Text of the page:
We collected about 60,000 individual flip-flops.
RA: What were some of the biggest challenges of the clean-up operation?
AB: Just how long it took to clear the beaches. When you went back the next day the turtles would have been up nesting and they would have churned up a lot of old trash. So there was a lot that was hidden really deep under the sand.
RA: How much did you collect?
AB: We ended up with more than 25 tonnes of trash that only just fitted on the ship we had chartered. The Oxford team and the Seychellois team were just astonished by the number of flip-flops. We collected about 60,000 individual flip-flops.
Sadly, we estimate there are still half a million to a million flip-flops there. Another big source of rubbish was fishing gear. How can Seychelles manage that kind of problem? What are they supposed to do with it all?
LT: What people don’t understand about plastic is that it never goes away. You can move it from here to there, but until you put it into a process that will actually turn it back into something useful, it will remain.
AB: That’s been one of the most difficult challenges: what to do with it. Everything led to a dead end because Seychelles is so isolated and doesn’t have solutions yet for that kind of waste. But, off the back of this project, all sorts of things are being put in motion.
The President of Seychelles took photos from the project to the G7 summit and showed them to world leaders. Several countries have pledged money to a fund that aims to improve waste management in small island states, like Seychelles. At the recent World Ocean Summit in Ireland the President was talking about the project and we created a report that he handed to the UN Secretary General. So we have shone a light on the issue, and Aldabra is now being used as an example of how bad the problem has become.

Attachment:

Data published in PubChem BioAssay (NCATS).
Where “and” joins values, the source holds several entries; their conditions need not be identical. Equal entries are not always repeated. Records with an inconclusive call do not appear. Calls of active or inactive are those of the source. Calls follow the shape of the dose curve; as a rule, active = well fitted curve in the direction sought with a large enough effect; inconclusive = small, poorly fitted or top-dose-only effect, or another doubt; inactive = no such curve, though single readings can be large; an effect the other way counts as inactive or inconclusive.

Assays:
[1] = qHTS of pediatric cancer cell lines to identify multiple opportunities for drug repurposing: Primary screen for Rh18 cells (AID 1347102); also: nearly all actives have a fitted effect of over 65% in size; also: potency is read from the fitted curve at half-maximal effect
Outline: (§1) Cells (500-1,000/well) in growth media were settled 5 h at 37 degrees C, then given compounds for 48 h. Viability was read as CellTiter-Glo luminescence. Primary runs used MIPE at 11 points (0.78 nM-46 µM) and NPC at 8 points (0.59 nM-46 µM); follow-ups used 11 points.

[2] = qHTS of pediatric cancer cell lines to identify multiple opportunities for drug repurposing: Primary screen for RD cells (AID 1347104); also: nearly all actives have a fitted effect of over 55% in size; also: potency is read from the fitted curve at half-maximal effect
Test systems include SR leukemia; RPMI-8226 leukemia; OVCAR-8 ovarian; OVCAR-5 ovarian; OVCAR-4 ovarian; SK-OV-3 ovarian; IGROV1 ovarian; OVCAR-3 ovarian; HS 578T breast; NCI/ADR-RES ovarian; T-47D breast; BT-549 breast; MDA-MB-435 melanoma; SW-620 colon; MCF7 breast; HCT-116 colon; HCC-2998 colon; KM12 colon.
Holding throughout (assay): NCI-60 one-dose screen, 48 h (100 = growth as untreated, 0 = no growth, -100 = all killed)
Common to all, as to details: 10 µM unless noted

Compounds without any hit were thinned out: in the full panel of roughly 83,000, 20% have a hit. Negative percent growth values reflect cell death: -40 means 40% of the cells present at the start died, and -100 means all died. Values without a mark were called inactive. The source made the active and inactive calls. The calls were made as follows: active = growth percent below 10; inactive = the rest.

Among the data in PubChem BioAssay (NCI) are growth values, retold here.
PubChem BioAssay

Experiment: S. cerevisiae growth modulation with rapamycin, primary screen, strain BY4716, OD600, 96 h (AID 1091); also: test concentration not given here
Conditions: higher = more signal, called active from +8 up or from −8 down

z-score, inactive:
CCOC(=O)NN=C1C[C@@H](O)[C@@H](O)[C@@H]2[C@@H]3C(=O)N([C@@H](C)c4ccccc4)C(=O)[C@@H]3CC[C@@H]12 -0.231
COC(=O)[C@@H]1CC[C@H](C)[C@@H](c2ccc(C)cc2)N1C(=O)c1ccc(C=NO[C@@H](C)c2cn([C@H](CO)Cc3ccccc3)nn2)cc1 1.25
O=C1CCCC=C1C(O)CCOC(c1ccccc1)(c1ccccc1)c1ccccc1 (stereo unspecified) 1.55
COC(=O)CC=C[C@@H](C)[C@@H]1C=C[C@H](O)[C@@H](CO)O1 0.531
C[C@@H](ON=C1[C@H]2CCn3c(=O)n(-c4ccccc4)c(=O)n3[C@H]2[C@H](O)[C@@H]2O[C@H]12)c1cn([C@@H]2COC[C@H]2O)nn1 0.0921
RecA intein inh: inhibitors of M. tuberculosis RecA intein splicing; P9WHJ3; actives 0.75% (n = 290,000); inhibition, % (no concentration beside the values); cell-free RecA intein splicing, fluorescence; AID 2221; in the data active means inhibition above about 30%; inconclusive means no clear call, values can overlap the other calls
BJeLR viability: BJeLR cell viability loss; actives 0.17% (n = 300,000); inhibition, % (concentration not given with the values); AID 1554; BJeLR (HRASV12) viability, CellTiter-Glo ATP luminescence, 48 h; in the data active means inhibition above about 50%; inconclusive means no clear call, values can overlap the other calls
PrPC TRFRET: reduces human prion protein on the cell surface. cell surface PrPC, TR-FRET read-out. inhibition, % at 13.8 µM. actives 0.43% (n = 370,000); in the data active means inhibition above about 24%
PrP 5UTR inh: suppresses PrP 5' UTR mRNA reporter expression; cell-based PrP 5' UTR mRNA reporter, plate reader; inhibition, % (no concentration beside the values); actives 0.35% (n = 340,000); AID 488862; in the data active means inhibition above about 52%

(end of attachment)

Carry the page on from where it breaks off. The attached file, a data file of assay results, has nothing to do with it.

LT: One of the hardest things about a project like this is that you’re suddenly confronted with the madness of modern society – like making things that are used for five minutes out of a material that can endure for thousands of years. The timescales on which we are able to respond are not commensurate with the magnitude and the urgency of the problem.
RA: What do you hope the impact will be of this project?
AB: We’d love to see changes implemented in Seychelles. We’ve also tried to do as much education and outreach as possible. We’re trying to help to create awareness.
RA: Has it helped to inform future directions or priorities of research?
LT: I feel that any research I do in the future should have a significant and positive short-term impact, so I’m trying to reprioritise what I put my energy into. I’m involved in the Ridgeway Project which is trying to support biodiversity in the British countryside. Biodiversity needs help here too. It can feel daunting, but you have to do things where you already have connections or networks. My advice would be: look at what you’ve got already and ask yourself – if I’ve only got so much time and energy, what am I going to do that would make the biggest difference?
AB: I think that’s a good message for Oxford.